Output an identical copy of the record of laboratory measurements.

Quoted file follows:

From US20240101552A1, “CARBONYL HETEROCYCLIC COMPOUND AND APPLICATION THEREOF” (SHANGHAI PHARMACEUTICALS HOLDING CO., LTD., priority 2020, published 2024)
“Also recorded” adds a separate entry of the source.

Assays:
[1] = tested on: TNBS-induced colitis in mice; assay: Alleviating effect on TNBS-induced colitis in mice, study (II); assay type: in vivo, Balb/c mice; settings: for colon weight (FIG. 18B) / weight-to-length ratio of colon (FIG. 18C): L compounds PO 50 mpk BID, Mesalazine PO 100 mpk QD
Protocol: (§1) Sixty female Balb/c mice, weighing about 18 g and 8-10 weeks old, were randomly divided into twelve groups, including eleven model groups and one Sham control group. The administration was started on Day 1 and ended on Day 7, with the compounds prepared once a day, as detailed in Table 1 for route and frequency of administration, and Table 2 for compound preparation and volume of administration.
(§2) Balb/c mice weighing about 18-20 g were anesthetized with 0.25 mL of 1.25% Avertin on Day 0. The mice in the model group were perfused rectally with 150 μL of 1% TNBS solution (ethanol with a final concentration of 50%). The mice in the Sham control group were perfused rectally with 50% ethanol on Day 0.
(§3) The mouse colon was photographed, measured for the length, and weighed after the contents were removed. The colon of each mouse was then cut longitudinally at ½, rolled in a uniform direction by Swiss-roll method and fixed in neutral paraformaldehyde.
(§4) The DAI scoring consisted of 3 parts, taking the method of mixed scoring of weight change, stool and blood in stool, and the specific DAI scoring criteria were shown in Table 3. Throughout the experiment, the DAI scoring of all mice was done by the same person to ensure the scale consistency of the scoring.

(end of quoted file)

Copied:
From US20240101552A1, “CARBONYL HETEROCYCLIC COMPOUND AND APPLICATION THEREOF” (SHANGHAI PHARMACEUTICALS HOLDING CO., LTD., priority 2020, published 2024)
“Also recorded” adds a separate entry of the source.

Assays:
[1] = tested on: TNBS-induced colitis in mice; assay: Alleviating effect on TNBS-induced colitis in mice, study (II); assay type: in vivo, Balb/c mice; settings: for colon weight (FIG. 18B) / weight-to-length ratio of colon (FIG. 18C): L compounds PO 50 mpk BID, Mesalazine PO 100 mpk QD
Protocol: (§1) Sixty female Balb/c mice, weighing about 18 g and 8-10 weeks old, were randomly divided into twelve groups, including eleven model groups and one Sham control group. The administration was started on Day 1 and ended on Day 7, with the compounds prepared once a day, as detailed in Table 1 for route and frequency of administration, and Table 2 for compound preparation and volume of administration.
(§2) Balb/c mice weighing about 18-20 g were anesthetized with 0.25 mL of 1.25% Avertin on Day 0. The mice in the model group were perfused rectally with 150 μL of 1% TNBS solution (ethanol with a final concentration of 50%). The mice in the Sham control group were perfused rectally with 50% ethanol on Day 0.
(§3) The mouse colon was photographed, measured for the length, and weighed after the contents were removed. The colon of each mouse was then cut longitudinally at ½, rolled in a uniform direction by Swiss-roll method and fixed in neutral paraformaldehyde.
(§4) The DAI scoring consisted of 3 parts, taking the method of mixed scoring of weight change, stool and blood in stool, and the specific DAI scoring criteria were shown in Table 3. Throughout the experiment, the DAI scoring of all mice was done by the same person to ensure the scale consistency of the scoring.